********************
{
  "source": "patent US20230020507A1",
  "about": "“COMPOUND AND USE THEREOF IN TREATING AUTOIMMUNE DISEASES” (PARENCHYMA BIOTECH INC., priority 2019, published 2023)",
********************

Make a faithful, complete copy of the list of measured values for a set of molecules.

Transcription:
{
  "source": "patent US20230020507A1",
  "about": "“COMPOUND AND USE THEREOF IN TREATING AUTOIMMUNE DISEASES” (PARENCHYMA BIOTECH INC., priority 2019, published 2023)",